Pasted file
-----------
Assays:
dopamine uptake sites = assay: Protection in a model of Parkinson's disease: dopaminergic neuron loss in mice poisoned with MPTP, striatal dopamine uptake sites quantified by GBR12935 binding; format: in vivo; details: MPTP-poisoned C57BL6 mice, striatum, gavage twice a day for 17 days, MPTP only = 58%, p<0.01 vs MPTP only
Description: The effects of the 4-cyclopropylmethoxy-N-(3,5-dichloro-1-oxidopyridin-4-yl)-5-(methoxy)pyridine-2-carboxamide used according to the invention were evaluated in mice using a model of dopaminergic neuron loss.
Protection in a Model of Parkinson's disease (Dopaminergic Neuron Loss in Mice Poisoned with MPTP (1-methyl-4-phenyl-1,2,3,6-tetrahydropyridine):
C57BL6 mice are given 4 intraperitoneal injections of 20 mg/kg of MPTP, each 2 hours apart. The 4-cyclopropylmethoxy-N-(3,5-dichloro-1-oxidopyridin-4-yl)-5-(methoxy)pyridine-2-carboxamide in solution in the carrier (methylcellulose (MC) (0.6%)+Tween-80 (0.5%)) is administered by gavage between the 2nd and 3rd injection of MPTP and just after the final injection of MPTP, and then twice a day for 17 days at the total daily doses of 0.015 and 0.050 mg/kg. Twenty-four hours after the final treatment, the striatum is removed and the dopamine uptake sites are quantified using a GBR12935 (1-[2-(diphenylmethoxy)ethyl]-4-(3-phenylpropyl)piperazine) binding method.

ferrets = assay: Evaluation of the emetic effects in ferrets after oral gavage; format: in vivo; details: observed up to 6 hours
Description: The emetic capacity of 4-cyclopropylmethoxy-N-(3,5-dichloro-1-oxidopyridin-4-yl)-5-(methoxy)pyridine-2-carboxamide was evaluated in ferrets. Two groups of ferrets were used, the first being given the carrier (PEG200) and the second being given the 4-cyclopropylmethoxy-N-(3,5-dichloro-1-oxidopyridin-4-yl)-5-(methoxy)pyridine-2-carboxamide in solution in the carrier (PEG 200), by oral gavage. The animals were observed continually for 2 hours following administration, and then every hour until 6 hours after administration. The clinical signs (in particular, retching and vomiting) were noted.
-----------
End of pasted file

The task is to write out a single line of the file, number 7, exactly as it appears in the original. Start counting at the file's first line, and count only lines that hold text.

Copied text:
Description: The emetic capacity of 4-cyclopropylmethoxy-N-(3,5-dichloro-1-oxidopyridin-4-yl)-5-(methoxy)pyridine-2-carboxamide was evaluated in ferrets. Two groups of ferrets were used, the first being given the carrier (PEG200) and the second being given the 4-cyclopropylmethoxy-N-(3,5-dichloro-1-oxidopyridin-4-yl)-5-(methoxy)pyridine-2-carboxamide in solution in the carrier (PEG 200), by oral gavage. The animals were observed continually for 2 hours following administration, and then every hour until 6 hours after administration. The clinical signs (in particular, retching and vomiting) were noted.